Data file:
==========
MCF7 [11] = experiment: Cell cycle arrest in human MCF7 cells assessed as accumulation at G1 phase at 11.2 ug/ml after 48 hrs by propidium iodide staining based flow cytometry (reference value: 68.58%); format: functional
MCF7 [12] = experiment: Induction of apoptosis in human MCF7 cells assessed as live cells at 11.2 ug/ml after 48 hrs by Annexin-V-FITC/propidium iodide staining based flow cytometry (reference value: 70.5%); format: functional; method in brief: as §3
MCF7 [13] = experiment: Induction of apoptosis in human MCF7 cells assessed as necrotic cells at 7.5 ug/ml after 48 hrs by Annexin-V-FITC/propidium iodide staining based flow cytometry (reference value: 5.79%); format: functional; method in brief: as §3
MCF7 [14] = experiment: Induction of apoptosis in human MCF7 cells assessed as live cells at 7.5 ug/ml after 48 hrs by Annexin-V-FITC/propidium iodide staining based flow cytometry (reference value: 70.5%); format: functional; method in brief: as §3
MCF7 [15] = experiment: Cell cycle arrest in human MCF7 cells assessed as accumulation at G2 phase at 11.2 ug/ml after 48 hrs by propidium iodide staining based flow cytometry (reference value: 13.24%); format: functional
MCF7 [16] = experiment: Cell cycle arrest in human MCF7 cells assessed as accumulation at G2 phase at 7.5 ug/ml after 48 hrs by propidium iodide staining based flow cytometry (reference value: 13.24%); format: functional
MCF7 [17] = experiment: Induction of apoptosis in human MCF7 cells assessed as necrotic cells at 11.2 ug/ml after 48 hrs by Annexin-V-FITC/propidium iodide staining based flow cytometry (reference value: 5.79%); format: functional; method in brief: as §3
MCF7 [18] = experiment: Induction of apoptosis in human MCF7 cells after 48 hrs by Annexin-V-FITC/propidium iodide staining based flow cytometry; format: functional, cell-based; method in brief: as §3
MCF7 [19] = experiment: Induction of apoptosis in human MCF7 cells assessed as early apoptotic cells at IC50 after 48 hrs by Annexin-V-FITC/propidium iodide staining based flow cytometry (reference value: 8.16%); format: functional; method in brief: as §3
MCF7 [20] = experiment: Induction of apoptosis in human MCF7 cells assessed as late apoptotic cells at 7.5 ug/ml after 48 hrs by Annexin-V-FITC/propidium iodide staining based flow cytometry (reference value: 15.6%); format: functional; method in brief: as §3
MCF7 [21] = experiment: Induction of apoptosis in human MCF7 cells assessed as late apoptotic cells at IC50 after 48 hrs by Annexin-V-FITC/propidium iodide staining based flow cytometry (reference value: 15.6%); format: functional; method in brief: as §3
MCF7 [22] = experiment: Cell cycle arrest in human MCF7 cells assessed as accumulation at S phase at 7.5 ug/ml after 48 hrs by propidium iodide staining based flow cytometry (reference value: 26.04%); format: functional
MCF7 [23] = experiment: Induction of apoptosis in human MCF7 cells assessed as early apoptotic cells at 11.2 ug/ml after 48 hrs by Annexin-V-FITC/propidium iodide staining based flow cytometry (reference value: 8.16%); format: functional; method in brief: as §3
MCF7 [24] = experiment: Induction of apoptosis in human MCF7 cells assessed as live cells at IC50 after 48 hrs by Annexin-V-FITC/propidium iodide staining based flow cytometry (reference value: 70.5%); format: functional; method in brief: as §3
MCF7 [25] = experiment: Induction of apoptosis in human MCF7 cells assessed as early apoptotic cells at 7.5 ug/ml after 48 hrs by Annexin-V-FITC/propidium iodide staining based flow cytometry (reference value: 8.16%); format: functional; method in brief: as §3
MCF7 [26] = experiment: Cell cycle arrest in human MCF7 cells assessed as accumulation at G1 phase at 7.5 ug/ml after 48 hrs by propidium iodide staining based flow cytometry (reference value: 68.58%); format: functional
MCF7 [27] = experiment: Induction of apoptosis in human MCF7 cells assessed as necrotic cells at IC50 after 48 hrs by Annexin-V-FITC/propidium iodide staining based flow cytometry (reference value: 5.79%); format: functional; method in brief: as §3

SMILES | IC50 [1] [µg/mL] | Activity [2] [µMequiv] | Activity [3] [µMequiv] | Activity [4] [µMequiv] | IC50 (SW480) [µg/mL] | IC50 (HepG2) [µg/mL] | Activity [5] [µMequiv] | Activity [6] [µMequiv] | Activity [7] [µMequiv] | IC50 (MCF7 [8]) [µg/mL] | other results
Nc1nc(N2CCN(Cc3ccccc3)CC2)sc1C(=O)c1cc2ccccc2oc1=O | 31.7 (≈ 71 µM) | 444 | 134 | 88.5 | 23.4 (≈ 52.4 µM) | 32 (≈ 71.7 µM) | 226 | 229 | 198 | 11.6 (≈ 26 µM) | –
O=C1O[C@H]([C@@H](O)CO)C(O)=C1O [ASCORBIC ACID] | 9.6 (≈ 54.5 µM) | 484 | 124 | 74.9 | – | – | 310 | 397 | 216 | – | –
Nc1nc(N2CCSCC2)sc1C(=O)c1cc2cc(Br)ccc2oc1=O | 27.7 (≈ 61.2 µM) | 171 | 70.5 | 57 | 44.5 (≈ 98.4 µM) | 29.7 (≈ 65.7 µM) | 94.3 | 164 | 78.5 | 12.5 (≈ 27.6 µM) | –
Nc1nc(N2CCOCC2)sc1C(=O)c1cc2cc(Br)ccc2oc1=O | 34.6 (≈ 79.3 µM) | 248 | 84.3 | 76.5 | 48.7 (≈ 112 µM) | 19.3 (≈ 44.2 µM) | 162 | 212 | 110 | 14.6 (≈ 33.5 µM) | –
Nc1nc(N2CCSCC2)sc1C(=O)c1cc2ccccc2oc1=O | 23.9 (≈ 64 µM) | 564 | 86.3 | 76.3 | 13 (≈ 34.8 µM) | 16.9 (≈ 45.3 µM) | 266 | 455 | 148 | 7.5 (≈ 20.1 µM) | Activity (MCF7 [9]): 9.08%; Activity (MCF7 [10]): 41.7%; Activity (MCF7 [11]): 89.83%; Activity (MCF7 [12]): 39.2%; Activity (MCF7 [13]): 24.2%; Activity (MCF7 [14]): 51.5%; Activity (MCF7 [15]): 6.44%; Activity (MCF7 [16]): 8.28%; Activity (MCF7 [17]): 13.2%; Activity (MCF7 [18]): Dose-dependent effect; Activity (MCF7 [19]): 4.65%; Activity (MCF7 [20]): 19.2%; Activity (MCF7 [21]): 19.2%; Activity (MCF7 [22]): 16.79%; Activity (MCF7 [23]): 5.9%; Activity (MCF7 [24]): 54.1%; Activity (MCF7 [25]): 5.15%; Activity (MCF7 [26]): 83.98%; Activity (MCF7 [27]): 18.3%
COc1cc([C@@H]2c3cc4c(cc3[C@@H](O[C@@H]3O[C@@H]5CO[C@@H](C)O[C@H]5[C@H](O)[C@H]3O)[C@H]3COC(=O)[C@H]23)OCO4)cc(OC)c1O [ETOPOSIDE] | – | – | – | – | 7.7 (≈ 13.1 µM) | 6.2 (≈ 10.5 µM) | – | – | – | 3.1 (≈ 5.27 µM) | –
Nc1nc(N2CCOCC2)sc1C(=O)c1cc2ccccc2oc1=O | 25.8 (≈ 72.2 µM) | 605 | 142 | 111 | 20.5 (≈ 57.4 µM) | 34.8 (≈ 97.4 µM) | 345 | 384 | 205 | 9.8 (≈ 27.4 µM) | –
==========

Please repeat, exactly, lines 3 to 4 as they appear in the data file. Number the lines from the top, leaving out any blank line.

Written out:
MCF7 [13] = experiment: Induction of apoptosis in human MCF7 cells assessed as necrotic cells at 7.5 ug/ml after 48 hrs by Annexin-V-FITC/propidium iodide staining based flow cytometry (reference value: 5.79%); format: functional; method in brief: as §3
MCF7 [14] = experiment: Induction of apoptosis in human MCF7 cells assessed as live cells at 7.5 ug/ml after 48 hrs by Annexin-V-FITC/propidium iodide staining based flow cytometry (reference value: 70.5%); format: functional; method in brief: as §3